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Humiliation Conga

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You CHEAP LITTLE ROTTER! I've been run over by a car, made to drive a gimp shopping cart, threatened by your gestapo security guards, had me head set on fire, I was attacked by wild lobsters, beaten by a very large woman, had me dog wrapped in plastic, nearly starved to death, and I still made the 12:00 deadline. So if you don't change that total back to a dollar fifty, I WILL DO SOMETHING NOT NICE!
Rocko's Modern Life, "Rocko's Happy Sack"

It's the end of the episode/Story Arc/series, and the villain's plans have fallen through. Now it's just a matter of dealing with the villain.

Sometimes you want the villain to escape or have the villain realize that his evil ways are wrong and become a good guy, but not this time, usually because it would make for an unsatisfying ending or would just take up too much time. But there's a problem... you can't kill him off. Maybe the censors won't allow it. Maybe he's just not evil enough or what he did isn't deserving of death. Maybe he's literally impossible to kill. Maybe you just aren't feeling up to bloodshed. Maybe you feel that death is too good for him. Or, of course, he needs to survive for his next Evil Plan.

Then how about the Humiliation Conga?

Everything the villain has built up, piece by piece, comes crashing down in front of him: The lovebirds he kept apart so that he could have the heroine for himself pass by him arm-in-arm, the hotel he spent millions building catches fire and burns down, his former Yes-Man steps on his foot, the bum he spat on now has a Rolex (probably the exact model he coveted) and asks him to light his cigar, and the dog he kicked is now laughing at him (or worse). People Come to Gawk at How the Mighty Have Fallen, and when one starts to laugh, everyone joins in. And here come the cops; turns out the mic was on when he declared his foul intentions.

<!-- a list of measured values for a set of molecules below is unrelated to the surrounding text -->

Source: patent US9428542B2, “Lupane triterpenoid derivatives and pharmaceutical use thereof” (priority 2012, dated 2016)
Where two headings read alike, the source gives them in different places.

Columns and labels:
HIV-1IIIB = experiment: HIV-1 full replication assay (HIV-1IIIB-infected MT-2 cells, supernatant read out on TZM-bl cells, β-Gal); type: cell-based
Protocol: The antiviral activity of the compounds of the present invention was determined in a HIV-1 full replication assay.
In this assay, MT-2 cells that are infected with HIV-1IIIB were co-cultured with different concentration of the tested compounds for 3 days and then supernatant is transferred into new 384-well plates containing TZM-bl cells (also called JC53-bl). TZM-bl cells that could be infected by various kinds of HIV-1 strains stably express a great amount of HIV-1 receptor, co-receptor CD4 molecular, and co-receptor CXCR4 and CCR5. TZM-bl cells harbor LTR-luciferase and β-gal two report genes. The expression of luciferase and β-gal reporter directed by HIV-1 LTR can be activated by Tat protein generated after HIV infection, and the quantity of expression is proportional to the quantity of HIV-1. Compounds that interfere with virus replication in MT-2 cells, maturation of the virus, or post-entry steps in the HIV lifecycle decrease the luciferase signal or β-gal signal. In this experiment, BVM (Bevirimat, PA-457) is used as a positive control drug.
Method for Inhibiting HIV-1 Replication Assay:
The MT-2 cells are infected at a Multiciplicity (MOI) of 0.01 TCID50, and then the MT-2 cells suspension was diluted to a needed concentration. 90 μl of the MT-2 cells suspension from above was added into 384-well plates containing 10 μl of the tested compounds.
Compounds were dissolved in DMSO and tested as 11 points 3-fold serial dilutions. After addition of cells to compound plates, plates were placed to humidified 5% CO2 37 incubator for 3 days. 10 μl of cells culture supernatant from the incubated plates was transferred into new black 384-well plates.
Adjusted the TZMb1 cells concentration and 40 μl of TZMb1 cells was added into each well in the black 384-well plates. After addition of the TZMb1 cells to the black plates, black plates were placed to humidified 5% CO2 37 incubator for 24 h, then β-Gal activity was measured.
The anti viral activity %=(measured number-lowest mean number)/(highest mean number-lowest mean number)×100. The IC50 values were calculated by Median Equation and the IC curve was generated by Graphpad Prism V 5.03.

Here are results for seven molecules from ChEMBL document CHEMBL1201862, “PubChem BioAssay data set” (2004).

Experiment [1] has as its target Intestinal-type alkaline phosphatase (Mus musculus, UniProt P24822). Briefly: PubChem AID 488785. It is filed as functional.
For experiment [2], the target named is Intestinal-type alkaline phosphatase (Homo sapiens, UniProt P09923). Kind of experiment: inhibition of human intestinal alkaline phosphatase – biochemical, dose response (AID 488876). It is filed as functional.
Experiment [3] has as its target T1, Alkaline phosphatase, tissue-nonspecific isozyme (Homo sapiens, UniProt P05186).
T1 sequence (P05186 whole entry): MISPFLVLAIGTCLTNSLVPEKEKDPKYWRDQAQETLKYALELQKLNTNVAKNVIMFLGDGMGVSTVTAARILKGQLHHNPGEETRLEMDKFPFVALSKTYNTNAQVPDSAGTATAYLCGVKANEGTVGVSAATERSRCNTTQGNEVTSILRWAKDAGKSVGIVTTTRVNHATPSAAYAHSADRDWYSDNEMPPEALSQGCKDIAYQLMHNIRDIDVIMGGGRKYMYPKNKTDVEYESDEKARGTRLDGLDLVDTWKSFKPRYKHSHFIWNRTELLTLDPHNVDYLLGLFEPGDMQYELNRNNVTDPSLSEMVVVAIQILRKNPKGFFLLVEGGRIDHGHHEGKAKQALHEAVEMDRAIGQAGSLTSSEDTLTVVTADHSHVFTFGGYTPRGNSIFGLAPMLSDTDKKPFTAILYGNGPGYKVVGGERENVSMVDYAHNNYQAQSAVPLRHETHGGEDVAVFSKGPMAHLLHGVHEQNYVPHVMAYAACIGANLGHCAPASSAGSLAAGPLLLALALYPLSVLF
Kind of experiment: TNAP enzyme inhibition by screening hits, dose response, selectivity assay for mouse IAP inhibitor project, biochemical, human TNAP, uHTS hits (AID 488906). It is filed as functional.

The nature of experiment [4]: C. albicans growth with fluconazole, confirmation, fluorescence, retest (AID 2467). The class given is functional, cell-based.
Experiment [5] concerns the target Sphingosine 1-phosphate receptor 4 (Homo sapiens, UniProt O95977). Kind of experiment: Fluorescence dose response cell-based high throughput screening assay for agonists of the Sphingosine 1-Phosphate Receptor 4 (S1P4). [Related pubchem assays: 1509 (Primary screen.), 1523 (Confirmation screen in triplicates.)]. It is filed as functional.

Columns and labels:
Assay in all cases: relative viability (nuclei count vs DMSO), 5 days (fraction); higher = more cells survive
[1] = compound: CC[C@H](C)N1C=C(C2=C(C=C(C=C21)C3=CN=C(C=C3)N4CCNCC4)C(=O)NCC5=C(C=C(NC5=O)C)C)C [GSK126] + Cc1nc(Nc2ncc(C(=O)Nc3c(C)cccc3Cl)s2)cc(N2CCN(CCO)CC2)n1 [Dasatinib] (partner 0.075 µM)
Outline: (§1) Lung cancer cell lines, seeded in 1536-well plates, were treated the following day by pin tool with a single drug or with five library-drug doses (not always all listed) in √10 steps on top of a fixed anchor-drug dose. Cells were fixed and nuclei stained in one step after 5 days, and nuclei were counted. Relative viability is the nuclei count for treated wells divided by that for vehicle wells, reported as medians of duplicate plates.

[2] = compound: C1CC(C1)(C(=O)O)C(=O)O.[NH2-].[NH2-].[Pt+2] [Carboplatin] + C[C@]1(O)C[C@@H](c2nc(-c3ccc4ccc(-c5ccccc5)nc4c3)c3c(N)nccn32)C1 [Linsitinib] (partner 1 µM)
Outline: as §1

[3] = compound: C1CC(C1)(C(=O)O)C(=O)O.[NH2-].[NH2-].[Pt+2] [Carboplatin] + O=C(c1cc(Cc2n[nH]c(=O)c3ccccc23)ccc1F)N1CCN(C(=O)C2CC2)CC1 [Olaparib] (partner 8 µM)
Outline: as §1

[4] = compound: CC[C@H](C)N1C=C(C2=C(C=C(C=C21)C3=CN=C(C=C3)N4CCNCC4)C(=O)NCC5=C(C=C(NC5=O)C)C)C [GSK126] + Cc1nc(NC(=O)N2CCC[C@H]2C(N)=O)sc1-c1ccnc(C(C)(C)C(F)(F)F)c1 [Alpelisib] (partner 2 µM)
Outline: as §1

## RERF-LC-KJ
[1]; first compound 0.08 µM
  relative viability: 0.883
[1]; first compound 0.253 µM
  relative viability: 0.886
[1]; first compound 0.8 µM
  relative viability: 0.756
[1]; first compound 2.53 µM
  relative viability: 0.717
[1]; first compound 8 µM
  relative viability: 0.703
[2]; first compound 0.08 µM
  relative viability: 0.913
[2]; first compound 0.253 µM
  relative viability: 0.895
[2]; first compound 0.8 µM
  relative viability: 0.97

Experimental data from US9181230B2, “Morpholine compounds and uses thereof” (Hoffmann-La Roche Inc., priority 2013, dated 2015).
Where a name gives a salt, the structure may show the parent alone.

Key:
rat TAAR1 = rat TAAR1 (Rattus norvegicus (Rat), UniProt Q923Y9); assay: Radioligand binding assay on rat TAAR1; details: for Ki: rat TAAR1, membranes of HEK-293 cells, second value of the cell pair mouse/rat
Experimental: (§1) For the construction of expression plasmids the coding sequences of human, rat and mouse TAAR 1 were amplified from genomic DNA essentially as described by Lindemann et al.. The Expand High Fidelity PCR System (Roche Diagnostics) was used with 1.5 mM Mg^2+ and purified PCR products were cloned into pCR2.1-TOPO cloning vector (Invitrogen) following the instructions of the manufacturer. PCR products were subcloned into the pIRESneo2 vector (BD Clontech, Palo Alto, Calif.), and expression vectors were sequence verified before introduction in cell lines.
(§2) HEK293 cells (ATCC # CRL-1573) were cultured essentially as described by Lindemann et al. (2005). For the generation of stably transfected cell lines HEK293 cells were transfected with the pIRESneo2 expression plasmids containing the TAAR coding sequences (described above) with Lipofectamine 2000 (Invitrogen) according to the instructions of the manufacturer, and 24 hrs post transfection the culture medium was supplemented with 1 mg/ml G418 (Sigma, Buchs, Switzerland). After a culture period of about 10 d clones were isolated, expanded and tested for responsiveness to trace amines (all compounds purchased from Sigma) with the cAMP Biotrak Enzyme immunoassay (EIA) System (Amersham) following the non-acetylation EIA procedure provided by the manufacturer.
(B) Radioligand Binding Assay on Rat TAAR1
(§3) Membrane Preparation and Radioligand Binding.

In the end, the villain realizes he's in very, very dire straits. He's still alive, natch, but that's not all for the good.

The Humiliation Conga is very popular on kids' shows or a show with a general audience, as it's a way to ensure the villain is good and defeated without getting unduly violent. Compare with Cherry Tapping in Video Games. Heroes may knowingly tailor one as part of a Cruel Mercy punishment or maybe a Cool and Unusual Punishment (or both) for the villain.

It's worth noting that this isn't always done because the villain can't die or doesn't deserve to; oftentimes, they could be killed, but it just wouldn't be a fitting end for them. As some proponents of Cruel Mercy would say, sometimes death would just be the easy way out and is too good for the villain in question. The audience may be left feeling such a villain didn't get nearly what they deserved. Thus, a well-crafted Humiliation Conga offers a satisfying alternative. The villain is defeated, but they didn't get the easy death. And naturally, this makes sense; the more we hate the bad guy, the more we want to see him suffer. (Then again, sometimes the villain is killed at the tail end of his Humiliation Conga, apparently on the reasoning that his degradation won't be complete until he's a rotting corpse; likely suffering the treatment of Last Disrespects as well.)


Occasionally, a Humiliation Conga may be quite literal, as the protagonists may find it hard to prevent themselves from literally dancing with glee at the villain's downfall. If sex or overly affectionate people are involved, it becomes Sexual Karma.

Because of the nature of this trope, a full Spoiler Warning is probably called for.

May also result in (or even be the result of) a Villainous Breakdown from the villain. Often the main component of a Break the Haughty subplot. But beware — done too gratuitously or drawn out too long, it might actually make people feel sorry for the trounced villain, or worse, effectively make the protagonists of the story the new bad guys.

Compare Humble Pie (when it's a single, very humiliating event rather than a series of humiliating events), Trauma Conga Line (a far more serious trope where audiences are meant to feel sympathetic for the victim rather than cheering their downfall) and The Chew Toy. May overlap with Shamed by a Mob or The Freelance Shame Squad, depending who shows up to witness the humiliation. Not to be confused with The Masochism Tango.


    Asian Animation 
  • Happy Heroes: At the beginning of Season 8 episode 36, Big M. goes through a short one where he gets his foot caught in a bear trap, hops in pain over the edge of a cliff, and then, once he's on the ground below the very short "cliff", he loses his coin and chases it into the wishing well.


Video Example(s):


Holly Blue Agate

She's defeated by a Fusion, a Pearl, and a defective Earth-made Amethyst in seconds, and then Pearl coerces her into staying silent by telling her that she wouldn't want to admit to the Diamonds that she let the Gems and two humans escape. All of this happens in front of the Quartzes that she mistreated, who take great glee and don't bother obeying her orders.

How well does it match the trope?

4.91 (11 votes)

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